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Insurance fraudsters blow their cover – on Sky Sports

Insurance fraudsters blow their cover – on Sky Sports | Insurance Business UK

Insurance fraudsters blow their cover – on Sky Sports
For those inside the insurance industry, there is nothing funny about the fraudulent acts that have been playing their part in premiums rising and proving hugely costly to the returns of many businesses. However, sometimes the antics of bungling fraudsters can raise a smile or two – especially when their efforts are caught out in the most bizarre fashion.

That was certainly the case for two claimants who had made personal injury claims when a coach they were travelling in was hit by a Transit van.

Caine Herbert and Steven Blake of South Wales had claimed they suffered whiplash injuries from the low-speed collision back in March last year. However, they were caught out when insurance law firm DWF Solicitors discovered footage of them participating in a series of rugby matches on Sky Sports, including one at Cardiff Arms Park.

The duo were taking part in a ‘back to work’ scheme designed for unemployed former offenders, known as ‘School of Hard Knocks’, which was filmed by Sky. As part of the programme, they participated in training sessions and two rugby games that were filmed by the broadcaster – which they omitted from their report to their medical expert. In fact one claimant said he was unable to play rugby and talked about how much he missed the sport. Yet despite this, they took part in an 80 minute game at Cardiff Arms Park – footage of which was shown to the judge at Cardiff County Court.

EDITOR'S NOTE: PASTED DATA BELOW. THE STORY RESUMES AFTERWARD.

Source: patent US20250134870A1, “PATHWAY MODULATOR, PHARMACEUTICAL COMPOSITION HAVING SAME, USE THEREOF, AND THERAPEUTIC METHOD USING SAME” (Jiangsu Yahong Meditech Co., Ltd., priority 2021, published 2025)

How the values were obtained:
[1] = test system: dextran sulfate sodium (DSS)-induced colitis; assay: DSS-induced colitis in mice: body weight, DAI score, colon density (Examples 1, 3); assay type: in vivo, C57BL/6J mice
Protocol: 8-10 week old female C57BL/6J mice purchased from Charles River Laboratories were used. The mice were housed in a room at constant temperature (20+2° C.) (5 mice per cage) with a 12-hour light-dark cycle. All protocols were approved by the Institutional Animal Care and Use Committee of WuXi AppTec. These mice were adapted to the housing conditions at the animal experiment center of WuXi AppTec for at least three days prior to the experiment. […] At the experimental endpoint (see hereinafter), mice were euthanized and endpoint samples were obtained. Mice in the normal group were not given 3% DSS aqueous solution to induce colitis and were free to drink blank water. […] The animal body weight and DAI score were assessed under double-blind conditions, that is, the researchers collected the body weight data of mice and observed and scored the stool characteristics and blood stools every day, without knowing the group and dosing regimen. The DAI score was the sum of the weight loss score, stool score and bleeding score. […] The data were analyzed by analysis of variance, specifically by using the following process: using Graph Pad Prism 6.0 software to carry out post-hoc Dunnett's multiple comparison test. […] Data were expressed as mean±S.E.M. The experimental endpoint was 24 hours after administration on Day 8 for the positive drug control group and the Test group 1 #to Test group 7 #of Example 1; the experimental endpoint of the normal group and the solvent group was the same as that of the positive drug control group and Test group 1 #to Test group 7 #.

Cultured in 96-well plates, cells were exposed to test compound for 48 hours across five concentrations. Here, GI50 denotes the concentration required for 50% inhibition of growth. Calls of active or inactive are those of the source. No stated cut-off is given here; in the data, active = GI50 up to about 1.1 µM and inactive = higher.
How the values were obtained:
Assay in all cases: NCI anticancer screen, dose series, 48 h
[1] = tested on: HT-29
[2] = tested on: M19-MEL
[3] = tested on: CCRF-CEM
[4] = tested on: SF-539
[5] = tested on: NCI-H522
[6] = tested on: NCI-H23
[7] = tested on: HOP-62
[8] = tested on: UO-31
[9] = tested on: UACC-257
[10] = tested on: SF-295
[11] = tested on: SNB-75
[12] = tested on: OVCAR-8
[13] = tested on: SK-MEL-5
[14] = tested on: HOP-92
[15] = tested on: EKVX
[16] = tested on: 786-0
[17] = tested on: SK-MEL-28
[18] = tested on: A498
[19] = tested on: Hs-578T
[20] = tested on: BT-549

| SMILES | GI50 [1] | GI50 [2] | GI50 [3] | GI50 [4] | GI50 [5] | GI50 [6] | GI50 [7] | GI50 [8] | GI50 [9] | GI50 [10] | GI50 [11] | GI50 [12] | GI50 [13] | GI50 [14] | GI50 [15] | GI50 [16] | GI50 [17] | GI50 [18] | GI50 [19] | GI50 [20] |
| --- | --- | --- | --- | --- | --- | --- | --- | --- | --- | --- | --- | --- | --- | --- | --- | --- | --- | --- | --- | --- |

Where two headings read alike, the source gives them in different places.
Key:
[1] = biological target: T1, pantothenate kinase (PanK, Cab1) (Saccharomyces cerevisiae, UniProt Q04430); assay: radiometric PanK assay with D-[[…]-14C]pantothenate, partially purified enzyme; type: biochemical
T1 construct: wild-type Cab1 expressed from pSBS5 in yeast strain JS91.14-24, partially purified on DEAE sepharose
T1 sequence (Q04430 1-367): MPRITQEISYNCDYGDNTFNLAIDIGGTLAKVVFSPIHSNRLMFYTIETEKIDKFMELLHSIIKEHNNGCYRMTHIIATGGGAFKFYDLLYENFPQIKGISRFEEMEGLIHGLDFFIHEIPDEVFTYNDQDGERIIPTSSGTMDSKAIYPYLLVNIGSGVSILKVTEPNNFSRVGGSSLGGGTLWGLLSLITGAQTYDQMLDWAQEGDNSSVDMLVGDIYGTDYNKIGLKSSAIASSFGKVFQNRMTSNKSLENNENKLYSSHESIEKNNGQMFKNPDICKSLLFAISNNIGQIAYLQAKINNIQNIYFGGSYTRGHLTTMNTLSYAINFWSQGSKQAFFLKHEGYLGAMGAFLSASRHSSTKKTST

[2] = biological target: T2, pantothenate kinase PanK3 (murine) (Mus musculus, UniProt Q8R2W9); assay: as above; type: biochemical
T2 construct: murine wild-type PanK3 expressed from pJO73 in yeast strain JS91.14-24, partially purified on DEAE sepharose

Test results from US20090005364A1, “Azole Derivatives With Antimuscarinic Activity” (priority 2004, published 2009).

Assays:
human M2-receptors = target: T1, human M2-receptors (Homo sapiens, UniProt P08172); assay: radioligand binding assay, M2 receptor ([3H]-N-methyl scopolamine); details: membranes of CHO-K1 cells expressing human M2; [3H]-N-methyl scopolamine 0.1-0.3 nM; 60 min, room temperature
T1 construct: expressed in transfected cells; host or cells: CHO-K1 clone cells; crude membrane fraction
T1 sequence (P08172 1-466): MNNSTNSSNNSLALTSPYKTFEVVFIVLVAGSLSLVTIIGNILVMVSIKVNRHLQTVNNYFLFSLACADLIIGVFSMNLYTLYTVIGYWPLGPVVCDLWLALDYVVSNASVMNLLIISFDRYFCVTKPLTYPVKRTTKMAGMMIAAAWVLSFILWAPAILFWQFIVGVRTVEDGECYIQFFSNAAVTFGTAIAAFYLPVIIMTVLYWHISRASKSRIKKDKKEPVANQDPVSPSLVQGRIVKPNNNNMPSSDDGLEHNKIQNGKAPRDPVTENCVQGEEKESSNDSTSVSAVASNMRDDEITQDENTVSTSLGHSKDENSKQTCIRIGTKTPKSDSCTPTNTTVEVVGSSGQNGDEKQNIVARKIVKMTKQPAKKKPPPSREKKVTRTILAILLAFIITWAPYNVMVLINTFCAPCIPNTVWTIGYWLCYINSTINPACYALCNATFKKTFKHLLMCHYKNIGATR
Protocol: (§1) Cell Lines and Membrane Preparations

Having seen the footage, the judge quickly dismissed the claims concluding that the impact could not have caused injury to the coach occupants, meaning that claims that had been made by four other claimants are unlikely to be advanced. The claimants were ordered to pay over £20,000 in defence legal costs. Had they succeeded, each stood to gain over £17,000, inclusive of their legal costs.

“This case highlights why there is a need for the government to tackle whiplash claims,” Markerstudy said in a statement. “Both claimants sought to opportunistically take advantage of what was a minor coming together between two vehicles, by claiming they were injured when they were not. This is the right outcome to the case.”

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